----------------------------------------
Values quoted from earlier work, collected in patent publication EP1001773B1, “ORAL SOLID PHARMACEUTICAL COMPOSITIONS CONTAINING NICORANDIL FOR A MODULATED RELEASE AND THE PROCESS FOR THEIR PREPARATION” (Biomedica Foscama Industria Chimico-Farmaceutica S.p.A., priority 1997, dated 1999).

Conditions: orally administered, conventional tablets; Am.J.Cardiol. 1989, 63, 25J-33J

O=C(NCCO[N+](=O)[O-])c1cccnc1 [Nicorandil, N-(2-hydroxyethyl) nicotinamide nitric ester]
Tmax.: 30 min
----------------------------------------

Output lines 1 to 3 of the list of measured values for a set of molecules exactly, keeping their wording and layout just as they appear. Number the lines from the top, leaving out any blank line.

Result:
Values quoted from earlier work, collected in patent publication EP1001773B1, “ORAL SOLID PHARMACEUTICAL COMPOSITIONS CONTAINING NICORANDIL FOR A MODULATED RELEASE AND THE PROCESS FOR THEIR PREPARATION” (Biomedica Foscama Industria Chimico-Farmaceutica S.p.A., priority 1997, dated 1999).

Conditions: orally administered, conventional tablets; Am.J.Cardiol. 1989, 63, 25J-33J

O=C(NCCO[N+](=O)[O-])c1cccnc1 [Nicorandil, N-(2-hydroxyethyl) nicotinamide nitric ester]